How many FPS can the Human Eye Notice? - Page 3
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Thread: How many FPS can the Human Eye Notice?

  1. #31
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    television in the states (NTSC) is 60fps, and in europe (PAL) 50 fps, it's just interlaced.
    "No doubt the truth, as usual, would be somewhere between the extremes" -Arthur C Clarke

  2. #32
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    Don't get me wrong, I'm not against 3DFX making these effects available. As I've said, for some well defined situations, hell, you may well need motion blur as a special effect. But I seriously doubt I'd want it applied wholesale to a whole game.

    Let's face it, people, if I wanted to have my graphics blurred and out of focus, I'd still be playing on an ancient composite colour monitor. Or on an old LCD screen, from the DSTN era or earlier, whose latency blurred anything that moved anyway. Including the mouse cursor. But I'm playing on a relatively expensive 17" monitor with small dots size, in 1024x768, 32 bit colour.

    All these years, the whole computer industry has struggled for sharper quality graphics. Now we're told that's all wrong, and I'd need some expensive card to make my image blurred and out of focus again. Why? Is it just me that sees something wrong about this picture?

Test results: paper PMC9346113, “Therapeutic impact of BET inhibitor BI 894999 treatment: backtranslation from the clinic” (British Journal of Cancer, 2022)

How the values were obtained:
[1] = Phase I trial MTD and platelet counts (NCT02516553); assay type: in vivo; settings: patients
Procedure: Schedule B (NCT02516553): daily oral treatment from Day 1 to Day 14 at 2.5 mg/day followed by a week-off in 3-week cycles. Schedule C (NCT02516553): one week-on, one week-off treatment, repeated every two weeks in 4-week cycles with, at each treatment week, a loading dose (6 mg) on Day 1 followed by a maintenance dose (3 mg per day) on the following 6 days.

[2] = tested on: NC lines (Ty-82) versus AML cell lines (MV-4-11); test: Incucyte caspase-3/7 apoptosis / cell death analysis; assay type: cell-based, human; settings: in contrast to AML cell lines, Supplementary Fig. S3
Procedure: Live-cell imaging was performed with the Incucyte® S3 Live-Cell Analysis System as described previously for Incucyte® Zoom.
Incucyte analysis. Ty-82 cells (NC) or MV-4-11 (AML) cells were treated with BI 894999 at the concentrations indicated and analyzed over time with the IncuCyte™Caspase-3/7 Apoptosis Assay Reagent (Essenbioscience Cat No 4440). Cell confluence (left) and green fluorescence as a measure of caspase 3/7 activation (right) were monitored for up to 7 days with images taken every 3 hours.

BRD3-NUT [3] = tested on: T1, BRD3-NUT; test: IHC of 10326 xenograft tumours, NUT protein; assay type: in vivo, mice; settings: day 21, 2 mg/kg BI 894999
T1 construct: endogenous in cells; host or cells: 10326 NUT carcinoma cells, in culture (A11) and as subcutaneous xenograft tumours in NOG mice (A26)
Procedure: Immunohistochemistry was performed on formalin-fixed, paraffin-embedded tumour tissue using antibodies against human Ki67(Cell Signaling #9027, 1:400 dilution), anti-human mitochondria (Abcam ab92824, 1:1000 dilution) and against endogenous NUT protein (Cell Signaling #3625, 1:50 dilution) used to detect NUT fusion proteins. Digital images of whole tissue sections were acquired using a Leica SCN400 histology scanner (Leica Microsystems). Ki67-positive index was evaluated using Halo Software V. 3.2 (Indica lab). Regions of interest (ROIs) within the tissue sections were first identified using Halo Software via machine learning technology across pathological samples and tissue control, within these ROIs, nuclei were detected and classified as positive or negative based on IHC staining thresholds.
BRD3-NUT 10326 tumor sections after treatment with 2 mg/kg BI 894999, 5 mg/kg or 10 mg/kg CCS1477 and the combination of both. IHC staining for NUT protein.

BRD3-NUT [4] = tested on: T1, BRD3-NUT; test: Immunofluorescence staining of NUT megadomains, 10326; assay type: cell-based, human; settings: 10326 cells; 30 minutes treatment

Again, some 3DFX features I aggree with. That FSAA looks great. And I'm happy even with the idea of motion blur, if it's used very sparingly, in situations where it's only needed, as a special effect. But that I'd need all my games blurred... Sorry, folks, I just don't buy it. To me it's just marketing BS.

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  3. #33
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    It's not that the picture itself should be blurred. On the contrary, you should try to get it as sharp as possible. It's only the motion that needs to be blurred if the fps isn't big enough for your eyes themselves to do the blurring part. And not tuu much motion blur either, just enough to fill in the gaps between individual frames (ie like 1/24 seconds for 24fps).
    "No doubt the truth, as usual, would be somewhere between the extremes" -Arthur C Clarke

  4. #34
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    I can hardly believe I am participating in this flame bait. Freon, FS, Bladerunner are correct - not by opinion, but by fact.

    The human brain does not even see in FPS, so the whole discussion is asking the wrong question. The human brain EXPECTS motion blur; requires it. Motion blur is not a "special effect" but a consequence of how we perceive motion. "Frames" are a discrete sample, and is the best current technology can do to simluate images.